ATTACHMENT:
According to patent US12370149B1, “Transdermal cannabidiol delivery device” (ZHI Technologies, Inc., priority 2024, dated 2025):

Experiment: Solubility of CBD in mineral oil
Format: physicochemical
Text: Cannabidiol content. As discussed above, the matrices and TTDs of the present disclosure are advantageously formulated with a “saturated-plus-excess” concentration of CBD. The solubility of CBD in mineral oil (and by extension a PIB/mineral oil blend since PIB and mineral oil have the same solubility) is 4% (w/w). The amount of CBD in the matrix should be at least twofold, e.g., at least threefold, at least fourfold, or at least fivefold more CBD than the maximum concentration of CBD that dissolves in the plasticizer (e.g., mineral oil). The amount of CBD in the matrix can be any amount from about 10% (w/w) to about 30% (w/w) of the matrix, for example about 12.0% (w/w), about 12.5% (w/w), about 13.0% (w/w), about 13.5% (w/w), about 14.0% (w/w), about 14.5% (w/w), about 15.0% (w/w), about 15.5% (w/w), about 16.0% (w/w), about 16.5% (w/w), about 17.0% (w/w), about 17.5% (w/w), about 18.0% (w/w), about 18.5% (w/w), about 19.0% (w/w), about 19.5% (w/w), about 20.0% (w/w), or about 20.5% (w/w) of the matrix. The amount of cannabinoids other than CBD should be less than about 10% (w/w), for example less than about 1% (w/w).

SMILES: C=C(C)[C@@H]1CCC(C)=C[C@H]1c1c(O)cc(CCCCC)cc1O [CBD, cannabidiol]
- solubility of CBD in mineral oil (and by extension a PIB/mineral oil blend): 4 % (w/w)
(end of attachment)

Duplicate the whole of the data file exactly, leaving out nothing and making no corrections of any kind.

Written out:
According to patent US12370149B1, “Transdermal cannabidiol delivery device” (ZHI Technologies, Inc., priority 2024, dated 2025):

Experiment: Solubility of CBD in mineral oil
Format: physicochemical
Text: Cannabidiol content. As discussed above, the matrices and TTDs of the present disclosure are advantageously formulated with a “saturated-plus-excess” concentration of CBD. The solubility of CBD in mineral oil (and by extension a PIB/mineral oil blend since PIB and mineral oil have the same solubility) is 4% (w/w). The amount of CBD in the matrix should be at least twofold, e.g., at least threefold, at least fourfold, or at least fivefold more CBD than the maximum concentration of CBD that dissolves in the plasticizer (e.g., mineral oil). The amount of CBD in the matrix can be any amount from about 10% (w/w) to about 30% (w/w) of the matrix, for example about 12.0% (w/w), about 12.5% (w/w), about 13.0% (w/w), about 13.5% (w/w), about 14.0% (w/w), about 14.5% (w/w), about 15.0% (w/w), about 15.5% (w/w), about 16.0% (w/w), about 16.5% (w/w), about 17.0% (w/w), about 17.5% (w/w), about 18.0% (w/w), about 18.5% (w/w), about 19.0% (w/w), about 19.5% (w/w), about 20.0% (w/w), or about 20.5% (w/w) of the matrix. The amount of cannabinoids other than CBD should be less than about 10% (w/w), for example less than about 1% (w/w).

SMILES: C=C(C)[C@@H]1CCC(C)=C[C@H]1c1c(O)cc(CCCCC)cc1O [CBD, cannabidiol]
- solubility of CBD in mineral oil (and by extension a PIB/mineral oil blend): 4 % (w/w)